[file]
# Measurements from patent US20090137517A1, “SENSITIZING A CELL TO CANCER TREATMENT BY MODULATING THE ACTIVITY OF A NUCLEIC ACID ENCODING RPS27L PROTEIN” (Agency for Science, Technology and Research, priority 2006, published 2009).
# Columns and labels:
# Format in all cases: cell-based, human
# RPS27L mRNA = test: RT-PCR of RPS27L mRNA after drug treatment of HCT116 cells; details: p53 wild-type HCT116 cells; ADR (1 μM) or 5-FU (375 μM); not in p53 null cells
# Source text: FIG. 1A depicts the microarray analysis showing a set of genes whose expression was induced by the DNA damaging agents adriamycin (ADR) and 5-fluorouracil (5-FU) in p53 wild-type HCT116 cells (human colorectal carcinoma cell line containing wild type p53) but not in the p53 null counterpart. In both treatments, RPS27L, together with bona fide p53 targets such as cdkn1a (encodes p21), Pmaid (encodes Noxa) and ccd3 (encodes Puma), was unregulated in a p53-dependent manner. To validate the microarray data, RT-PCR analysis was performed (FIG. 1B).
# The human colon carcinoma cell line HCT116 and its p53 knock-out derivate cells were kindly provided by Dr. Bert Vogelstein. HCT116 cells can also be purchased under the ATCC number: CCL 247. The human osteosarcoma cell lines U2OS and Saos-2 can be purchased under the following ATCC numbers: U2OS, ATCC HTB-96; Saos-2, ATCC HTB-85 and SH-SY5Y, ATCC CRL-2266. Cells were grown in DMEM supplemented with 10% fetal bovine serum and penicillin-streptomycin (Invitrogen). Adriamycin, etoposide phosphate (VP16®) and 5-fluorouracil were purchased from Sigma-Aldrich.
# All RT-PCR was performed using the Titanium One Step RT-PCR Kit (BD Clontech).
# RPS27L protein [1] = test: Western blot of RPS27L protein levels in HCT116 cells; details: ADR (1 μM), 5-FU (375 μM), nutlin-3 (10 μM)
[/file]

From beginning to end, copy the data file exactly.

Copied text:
# Measurements from patent US20090137517A1, “SENSITIZING A CELL TO CANCER TREATMENT BY MODULATING THE ACTIVITY OF A NUCLEIC ACID ENCODING RPS27L PROTEIN” (Agency for Science, Technology and Research, priority 2006, published 2009).
# Columns and labels:
# Format in all cases: cell-based, human
# RPS27L mRNA = test: RT-PCR of RPS27L mRNA after drug treatment of HCT116 cells; details: p53 wild-type HCT116 cells; ADR (1 μM) or 5-FU (375 μM); not in p53 null cells
# Source text: FIG. 1A depicts the microarray analysis showing a set of genes whose expression was induced by the DNA damaging agents adriamycin (ADR) and 5-fluorouracil (5-FU) in p53 wild-type HCT116 cells (human colorectal carcinoma cell line containing wild type p53) but not in the p53 null counterpart. In both treatments, RPS27L, together with bona fide p53 targets such as cdkn1a (encodes p21), Pmaid (encodes Noxa) and ccd3 (encodes Puma), was unregulated in a p53-dependent manner. To validate the microarray data, RT-PCR analysis was performed (FIG. 1B).
# The human colon carcinoma cell line HCT116 and its p53 knock-out derivate cells were kindly provided by Dr. Bert Vogelstein. HCT116 cells can also be purchased under the ATCC number: CCL 247. The human osteosarcoma cell lines U2OS and Saos-2 can be purchased under the following ATCC numbers: U2OS, ATCC HTB-96; Saos-2, ATCC HTB-85 and SH-SY5Y, ATCC CRL-2266. Cells were grown in DMEM supplemented with 10% fetal bovine serum and penicillin-streptomycin (Invitrogen). Adriamycin, etoposide phosphate (VP16®) and 5-fluorouracil were purchased from Sigma-Aldrich.
# All RT-PCR was performed using the Titanium One Step RT-PCR Kit (BD Clontech).
# RPS27L protein [1] = test: Western blot of RPS27L protein levels in HCT116 cells; details: ADR (1 μM), 5-FU (375 μM), nutlin-3 (10 μM)